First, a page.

Emergency Management Stripped from HCSO, Higher Taxes Looming
BROOKSVILLE – Last year’s shenanigans between the Hernando Board of County Commissioners and Sheriff Al Nienhuis overshadowed almost every issue brought before the former board. Despite promises by new commissioners that things would be different this year, it appears that we are still in for a roller coaster ride over the same old issues and a few new ones.
You may recall the fiasco over the BOCC’s decision to short the Sheriff’s Office budget by $1.7 million late last year. (Click for full story) Commissioner Nick Nicholson said the decision to reduce the budget was in line with his promise never to raise taxes on the community. But Sheriff Nienhuis says the cut severely compromised his ability to fight crime and keep the community safe. Nienhuis says the additional funding would have been used to increase the number of K-9 units and employee new investigators to keep track of the rising number of sexual predators in the County. But those pleas fell on deaf ears, which prompted the Sheriff to file an appeal with the Governor’s Office. That case is still pending.Earlier this month Sheriff Nienhuis found himself standing in front of the Board once again, fighting to keep Emergency Management under the Sheriff’s Office Control. On February 28th the BOCC entertained discussion over relinquishing control of EM and giving it back to the County Administrator, Len Sossaman. The “discussion” was supposed to be just that, a discussion, say Nienhuis, and he was shocked to discover that the BOCC voted to remove control from HCSO without so much as a meeting between all parties involved.
Nienhuis told RNRF during an exclusive interview, “I was a little dismayed and surprised at the process. The agenda item appeared without any prior conversation with me or the command staff.” He went on to say, “The concern I have is that there was very little research into the cost or difficulty in taking it back. In 2009 they asked for the Sheriff’s Office to take back control and that time there was trouble, and there was dysfunction, and I think by all accounts it had been running smoothly.”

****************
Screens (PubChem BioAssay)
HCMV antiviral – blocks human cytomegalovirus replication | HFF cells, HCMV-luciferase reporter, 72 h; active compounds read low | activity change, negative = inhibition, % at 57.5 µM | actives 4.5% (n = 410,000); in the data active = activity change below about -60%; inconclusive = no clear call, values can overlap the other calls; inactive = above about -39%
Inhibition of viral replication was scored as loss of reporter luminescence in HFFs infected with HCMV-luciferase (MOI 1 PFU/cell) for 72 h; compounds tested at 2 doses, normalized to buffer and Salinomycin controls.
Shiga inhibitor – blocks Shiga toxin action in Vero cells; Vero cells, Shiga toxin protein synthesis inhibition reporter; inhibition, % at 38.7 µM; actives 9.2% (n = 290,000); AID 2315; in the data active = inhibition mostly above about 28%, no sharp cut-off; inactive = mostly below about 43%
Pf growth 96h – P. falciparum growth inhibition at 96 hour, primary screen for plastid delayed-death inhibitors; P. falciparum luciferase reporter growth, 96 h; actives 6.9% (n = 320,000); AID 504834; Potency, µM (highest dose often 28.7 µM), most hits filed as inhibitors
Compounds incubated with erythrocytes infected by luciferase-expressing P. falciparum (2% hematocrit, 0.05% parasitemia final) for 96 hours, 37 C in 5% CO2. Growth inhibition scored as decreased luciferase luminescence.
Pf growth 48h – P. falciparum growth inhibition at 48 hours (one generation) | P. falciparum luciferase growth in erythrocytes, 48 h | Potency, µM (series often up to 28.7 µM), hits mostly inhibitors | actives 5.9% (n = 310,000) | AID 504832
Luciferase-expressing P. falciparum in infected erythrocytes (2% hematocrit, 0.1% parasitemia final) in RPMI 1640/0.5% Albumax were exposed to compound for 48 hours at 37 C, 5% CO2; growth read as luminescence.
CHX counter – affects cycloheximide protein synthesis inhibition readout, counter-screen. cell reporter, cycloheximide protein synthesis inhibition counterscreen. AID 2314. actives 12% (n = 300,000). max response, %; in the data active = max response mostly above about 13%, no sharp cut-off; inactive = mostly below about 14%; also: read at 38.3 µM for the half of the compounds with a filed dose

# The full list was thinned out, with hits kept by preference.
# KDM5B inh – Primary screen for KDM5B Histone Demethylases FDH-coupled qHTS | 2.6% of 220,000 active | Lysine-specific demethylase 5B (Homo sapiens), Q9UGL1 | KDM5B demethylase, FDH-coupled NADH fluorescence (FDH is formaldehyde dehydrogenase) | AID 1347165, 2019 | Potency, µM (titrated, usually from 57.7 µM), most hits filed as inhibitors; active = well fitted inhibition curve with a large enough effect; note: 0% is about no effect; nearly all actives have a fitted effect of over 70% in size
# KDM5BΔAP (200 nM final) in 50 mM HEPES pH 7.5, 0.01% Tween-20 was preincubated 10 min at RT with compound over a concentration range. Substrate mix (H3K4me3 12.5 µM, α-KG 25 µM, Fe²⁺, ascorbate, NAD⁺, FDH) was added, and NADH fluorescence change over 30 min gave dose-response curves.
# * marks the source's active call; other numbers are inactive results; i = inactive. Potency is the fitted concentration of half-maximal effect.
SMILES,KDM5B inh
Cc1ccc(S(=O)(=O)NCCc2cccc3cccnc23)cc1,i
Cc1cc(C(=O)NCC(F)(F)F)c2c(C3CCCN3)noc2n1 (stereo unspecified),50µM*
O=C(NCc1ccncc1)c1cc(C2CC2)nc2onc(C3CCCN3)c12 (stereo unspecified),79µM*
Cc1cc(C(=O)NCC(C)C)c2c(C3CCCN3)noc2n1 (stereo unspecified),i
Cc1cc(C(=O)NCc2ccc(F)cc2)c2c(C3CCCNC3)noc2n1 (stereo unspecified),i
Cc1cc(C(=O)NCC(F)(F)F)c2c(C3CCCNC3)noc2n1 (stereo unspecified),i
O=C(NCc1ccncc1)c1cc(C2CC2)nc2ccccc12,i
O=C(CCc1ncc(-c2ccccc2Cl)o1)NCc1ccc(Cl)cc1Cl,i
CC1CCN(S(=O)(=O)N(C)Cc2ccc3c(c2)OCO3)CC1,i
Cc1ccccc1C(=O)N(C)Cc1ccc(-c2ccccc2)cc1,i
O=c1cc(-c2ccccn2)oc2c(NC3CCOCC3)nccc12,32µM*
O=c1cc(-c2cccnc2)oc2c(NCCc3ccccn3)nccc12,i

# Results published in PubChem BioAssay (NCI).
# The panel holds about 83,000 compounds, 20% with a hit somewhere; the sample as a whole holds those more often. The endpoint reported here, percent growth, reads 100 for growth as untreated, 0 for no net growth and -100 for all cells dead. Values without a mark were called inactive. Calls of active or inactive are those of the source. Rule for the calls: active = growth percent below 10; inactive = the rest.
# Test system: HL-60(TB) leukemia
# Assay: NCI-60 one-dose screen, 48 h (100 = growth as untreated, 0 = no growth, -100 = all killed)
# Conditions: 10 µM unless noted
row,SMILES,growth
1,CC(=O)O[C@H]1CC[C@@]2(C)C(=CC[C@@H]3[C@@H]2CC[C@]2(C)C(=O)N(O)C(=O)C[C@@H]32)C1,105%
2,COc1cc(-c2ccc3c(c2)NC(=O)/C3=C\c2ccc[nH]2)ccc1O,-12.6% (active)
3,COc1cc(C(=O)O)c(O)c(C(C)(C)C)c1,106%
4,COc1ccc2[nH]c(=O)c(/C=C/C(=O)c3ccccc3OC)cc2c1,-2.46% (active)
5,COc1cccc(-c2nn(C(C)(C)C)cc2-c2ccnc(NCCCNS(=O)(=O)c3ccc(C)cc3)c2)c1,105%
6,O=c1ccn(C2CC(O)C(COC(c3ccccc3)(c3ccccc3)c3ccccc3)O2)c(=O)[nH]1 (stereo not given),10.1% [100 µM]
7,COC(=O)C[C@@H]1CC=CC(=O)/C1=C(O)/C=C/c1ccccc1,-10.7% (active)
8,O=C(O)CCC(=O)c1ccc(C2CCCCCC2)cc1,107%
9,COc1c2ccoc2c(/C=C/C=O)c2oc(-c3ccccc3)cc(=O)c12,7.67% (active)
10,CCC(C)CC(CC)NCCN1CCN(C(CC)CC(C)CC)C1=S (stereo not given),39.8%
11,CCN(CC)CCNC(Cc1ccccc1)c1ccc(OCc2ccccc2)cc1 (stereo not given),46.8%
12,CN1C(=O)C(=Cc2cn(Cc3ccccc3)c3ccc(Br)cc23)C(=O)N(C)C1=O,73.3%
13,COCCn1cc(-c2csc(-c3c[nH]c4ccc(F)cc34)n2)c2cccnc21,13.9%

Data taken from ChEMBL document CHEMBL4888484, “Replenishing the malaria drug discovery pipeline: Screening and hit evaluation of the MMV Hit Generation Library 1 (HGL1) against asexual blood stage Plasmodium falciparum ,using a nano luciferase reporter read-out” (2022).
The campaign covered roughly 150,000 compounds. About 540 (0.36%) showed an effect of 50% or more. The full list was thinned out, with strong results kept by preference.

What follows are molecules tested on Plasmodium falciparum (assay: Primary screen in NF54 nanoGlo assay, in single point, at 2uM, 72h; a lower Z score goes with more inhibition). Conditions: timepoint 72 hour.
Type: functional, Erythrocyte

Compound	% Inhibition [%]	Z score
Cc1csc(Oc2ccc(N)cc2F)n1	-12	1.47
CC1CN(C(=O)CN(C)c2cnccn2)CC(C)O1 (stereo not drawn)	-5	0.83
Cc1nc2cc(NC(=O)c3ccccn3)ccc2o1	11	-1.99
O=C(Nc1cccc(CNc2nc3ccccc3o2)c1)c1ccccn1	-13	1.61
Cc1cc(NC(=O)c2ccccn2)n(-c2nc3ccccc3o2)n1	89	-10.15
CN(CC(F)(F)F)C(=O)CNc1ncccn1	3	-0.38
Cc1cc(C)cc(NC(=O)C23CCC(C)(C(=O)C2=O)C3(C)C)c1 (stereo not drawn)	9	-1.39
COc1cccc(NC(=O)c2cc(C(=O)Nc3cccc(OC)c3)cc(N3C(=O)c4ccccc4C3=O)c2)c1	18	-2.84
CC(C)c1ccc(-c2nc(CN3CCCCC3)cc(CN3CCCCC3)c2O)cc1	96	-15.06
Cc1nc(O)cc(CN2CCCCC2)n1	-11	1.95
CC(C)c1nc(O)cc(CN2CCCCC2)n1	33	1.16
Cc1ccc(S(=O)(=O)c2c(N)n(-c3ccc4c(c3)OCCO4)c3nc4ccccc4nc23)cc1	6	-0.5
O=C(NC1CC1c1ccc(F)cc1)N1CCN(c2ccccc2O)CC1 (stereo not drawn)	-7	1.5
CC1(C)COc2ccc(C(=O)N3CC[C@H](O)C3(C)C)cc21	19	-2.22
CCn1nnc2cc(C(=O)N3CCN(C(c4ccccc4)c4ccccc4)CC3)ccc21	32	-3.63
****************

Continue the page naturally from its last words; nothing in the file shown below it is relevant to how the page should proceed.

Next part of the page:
Sheriff Nienhuis was forced to leave the meeting before its conclusion, due to a bomb threat investigation what was taking place at a local pharmacy. Deputy Chief Mike Maurer stepped to the podium in his place and stated “It was a dysfunctional, problematic, inefficient operation, with personnel problems, communication problems, and operational problems.” referring to how the County controlled Emergency Management prior to Sheriff’s Office takeover in 2009.
Commissioner Wayne Dukes responded to opposition by stating “If something actually happens and we go into an emergency situation the responsibility immediately switches from the Sheriff’s Office to the then-sitting chairman and the administrator, and mostly the administrator.” Dukes goes on to say “To me it would be so much more efficient if the EOC reported directly to the administrator – period.”
Commissioner John Allocco, the lone dissenter, questioned the move and said “One of my concerns and I brought it up in the last segment, Sossamon overseas economic development, he’s keeping tabs on what’s going on at the airport and that’s been a little bit of an issue lately” I don’t know that I want to add one more thing on top of Mr. Sossamon’s list of responsibilities right now.” Allocco went on to ask “Can’t we just “CC” him (Len Sossamon) instead of moving the entire operation?” Dukes replied firmly “NO!”
Commissioner Steve Champion also questioned the move but eventually agreed and voted yes on the agenda item. Champion told RNRF during an interview “The move will only shift responsibility to the County Administrator. All decisions to respond to incidents will still be in the hands of the Sheriff’s Office.” Champion says there will be no additional cost to the taxpayer, despite claims by the Sheriff’s Office that the county will have to purchase new vehicles and other equipment to complete the transition.
Sheriff Nienhuis says that it will definitely cost more because health benefits alone are twice the cost of what the Sheriff’s Office pays.
But that’s not the only struggle facing the BOCC and HCSO, on March 28th the BOCC will vote to establish a Municipal Service Taxing Unit (MSTU) for Law Enforcement in the unincorporated areas of Hernando County. If established, the MSTU would result in a mandatory equivalent reduction to the General Fund millage rate, according to a County Government media release.
“I asked for this item to be placed on the agenda for Board discussion so we can resolve the budget appeal with the Sheriff once and for all,” Chairman Wayne Dukes said. “I believe the best way to do this while providing full transparency to our taxpayers is to establish a MSTU. In addition to the millage rate needed to maintain the Sheriff’s approved budget, I’m prepared to transfer an additional $1.2 million to his current budget to settle the budget appeal and fully fund the Sheriff.”
So in essence, the Sheriff will get the funding he requires but not without the BOCC implementing the MSTU and what he says is “a new tax.”
Animal Control is next on the “chopping block” as the BOCC plans to decide on whether the Sheriff’s Office should retain control of enforcement operations. Nienhuis says “If they think it will work better in their control then by all means take it over.”
It should be noted that local business owner John Mitten was recently appointed by Governor Rick Scott to serve as interim Commissioner, while Commissioner Jeff Holcomb is on military leave.
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